IS THERE WHAT Valery Giscard d'Esting calls, in a Newsweek interview, a "code of conduct of detente," which dictates no interference in another state's internal affairs, and a strictly limited approach to arms control? The French president thinks so. He says Leonid Brezhnev thinks so. He suggests that they agree that Jimmy Carter, by his human rights and arms-control policies, had broken the code and that this is what's undermining detente.
Let us quickly pass by the spectale of the leader of a friendly nation joining, so publicly and uncritically, what is in part a Soviet propaganda campaign meant to make Mr. Darter stand down. The explanation for that is presumably to be sought in Mr. Giscard d'Estaing's political distress. We will try to deal here with the merits.
Mr. Brezhnev rejects "ideological dentente" - when the Soviet Union is on the giving end. But when its on the receiving end, that't another story: He perceives the Carter human-rights drive as "means of pressue of get them to abandontheir system," his French interlocutor reports. Well, hehas a point. Mr. Carter's denial, in his Charleston speech yesterday, that his rights campaign "attacks their [the Soviets] vital interest" may accurately reflect the president's personal views. But to anyone who knows anything about the Russians, it is perfectly obvious that a campaign reaching out to dissidents, religious communities, would-be emigrants and ethnics (the Soviet "peoples" to which the President mischievously referred yesterday) is bound to be taken by the Kremlin as a provocation and a threat.
The question is not whether Mr. Carter has a right to apply such ideological pressure, which is what it is, plainly, he does. The question is whether he is wise to do so, for the risk is that he will thereby spoil the Kremlin's political capacity for cooperation in other fields.
Nothing in the Charleston speech suggested that Mr. Carter has yet learned this lesson. He dismissed Moscow's warnings on the score as "negative comments . . . merely designed as propaganda to put pressre on us." He appealed anew for American (and European) support for his hard line on rights, But never mind that Mr. Carter may deny it, or that he may not understand it: His line is too hard, and it's costing him - and the country.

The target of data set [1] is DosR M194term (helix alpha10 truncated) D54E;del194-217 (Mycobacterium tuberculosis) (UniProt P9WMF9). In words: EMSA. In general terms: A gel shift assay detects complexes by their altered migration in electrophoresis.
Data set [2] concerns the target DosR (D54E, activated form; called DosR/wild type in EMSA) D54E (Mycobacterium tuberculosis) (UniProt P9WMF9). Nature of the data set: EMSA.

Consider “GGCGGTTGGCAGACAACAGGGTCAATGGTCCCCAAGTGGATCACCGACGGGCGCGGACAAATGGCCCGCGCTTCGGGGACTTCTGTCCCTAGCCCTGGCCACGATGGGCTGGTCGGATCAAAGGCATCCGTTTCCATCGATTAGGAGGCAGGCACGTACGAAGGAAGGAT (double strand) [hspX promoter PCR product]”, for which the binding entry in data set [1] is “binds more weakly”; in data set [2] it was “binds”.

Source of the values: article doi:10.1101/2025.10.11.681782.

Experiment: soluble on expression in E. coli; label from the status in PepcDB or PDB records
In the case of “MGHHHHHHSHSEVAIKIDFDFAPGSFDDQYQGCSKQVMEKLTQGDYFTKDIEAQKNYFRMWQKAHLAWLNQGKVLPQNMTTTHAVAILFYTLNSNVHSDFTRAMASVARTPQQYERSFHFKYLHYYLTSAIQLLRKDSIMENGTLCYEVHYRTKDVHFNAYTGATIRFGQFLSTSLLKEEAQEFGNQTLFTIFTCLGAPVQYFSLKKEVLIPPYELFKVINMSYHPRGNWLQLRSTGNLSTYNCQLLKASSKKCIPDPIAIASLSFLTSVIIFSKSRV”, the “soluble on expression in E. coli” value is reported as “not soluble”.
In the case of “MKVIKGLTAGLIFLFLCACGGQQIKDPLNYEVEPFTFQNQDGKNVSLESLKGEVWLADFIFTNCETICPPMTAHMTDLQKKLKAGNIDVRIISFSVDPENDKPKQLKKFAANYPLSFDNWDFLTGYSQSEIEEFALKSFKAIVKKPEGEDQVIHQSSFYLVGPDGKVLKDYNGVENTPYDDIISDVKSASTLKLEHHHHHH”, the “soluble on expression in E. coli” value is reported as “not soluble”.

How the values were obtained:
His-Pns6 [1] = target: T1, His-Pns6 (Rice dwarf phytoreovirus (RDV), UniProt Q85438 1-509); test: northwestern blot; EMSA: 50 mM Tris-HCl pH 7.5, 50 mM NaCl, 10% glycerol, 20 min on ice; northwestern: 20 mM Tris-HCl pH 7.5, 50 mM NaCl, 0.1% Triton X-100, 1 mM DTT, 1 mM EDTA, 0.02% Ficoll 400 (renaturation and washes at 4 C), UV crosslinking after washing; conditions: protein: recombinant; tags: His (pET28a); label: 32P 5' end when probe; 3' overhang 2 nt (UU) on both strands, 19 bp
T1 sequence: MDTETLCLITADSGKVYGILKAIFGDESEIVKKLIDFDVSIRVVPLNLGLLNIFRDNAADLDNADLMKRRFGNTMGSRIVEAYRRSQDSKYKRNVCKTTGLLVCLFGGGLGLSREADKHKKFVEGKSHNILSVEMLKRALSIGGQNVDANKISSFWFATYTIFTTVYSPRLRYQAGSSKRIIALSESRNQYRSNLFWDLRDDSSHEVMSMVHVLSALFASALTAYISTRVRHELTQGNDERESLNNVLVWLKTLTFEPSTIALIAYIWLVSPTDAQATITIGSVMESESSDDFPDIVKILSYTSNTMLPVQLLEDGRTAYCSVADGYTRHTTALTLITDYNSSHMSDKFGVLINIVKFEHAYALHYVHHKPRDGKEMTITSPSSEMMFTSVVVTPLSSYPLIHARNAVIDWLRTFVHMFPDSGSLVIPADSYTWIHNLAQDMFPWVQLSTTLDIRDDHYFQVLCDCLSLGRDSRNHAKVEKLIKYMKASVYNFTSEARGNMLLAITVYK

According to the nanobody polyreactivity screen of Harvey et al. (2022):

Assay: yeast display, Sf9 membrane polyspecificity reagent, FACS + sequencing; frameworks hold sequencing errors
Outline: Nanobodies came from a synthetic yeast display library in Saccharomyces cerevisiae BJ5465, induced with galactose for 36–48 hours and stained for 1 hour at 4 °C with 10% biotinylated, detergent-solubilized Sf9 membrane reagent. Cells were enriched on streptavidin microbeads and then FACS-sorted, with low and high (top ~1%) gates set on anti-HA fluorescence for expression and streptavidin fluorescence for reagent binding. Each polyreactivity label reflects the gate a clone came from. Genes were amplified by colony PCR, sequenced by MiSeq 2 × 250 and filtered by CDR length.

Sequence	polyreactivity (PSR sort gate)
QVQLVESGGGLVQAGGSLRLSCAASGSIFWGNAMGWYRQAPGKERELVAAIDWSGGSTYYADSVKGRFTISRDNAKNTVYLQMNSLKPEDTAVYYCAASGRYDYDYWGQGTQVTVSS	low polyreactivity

The complaint that his SALT proposals also violate the "code" is separate. One can argue about the timing and manner of presentation of his original proposals. But they represent, in our judgement, the serious and substantial initiative that Mr. Carter insisted again yesterday that they were. If they do not suit Moscow, then Moscow is not without recourse. It can offer its own proposals; this is called negotiating. It can try to put the onus of stalemate on Washington; this is called stalling. Mr. Brezhnev must be laughing up his sleeve at Mr. Giscard d'Estaing for enwoing an old bargaining tactics with the dignity of a "code."
We make bold to say that we're coming nearer an understanding of Mr. Carter's foreigh policy. When he deals in the solid coin of arms and other more or less tangible considerations, he's capable of perceiving the United States' interest and the other fellow's interest and balancing them off. But when he enters the realm of ideology - we might even say theology - he yields up some part of his judgement to his personal moralism. We do not argue for an amoral policy. We argue for good sense. This has nothing to do with a "code." It is a matter of discretion in one's own interest.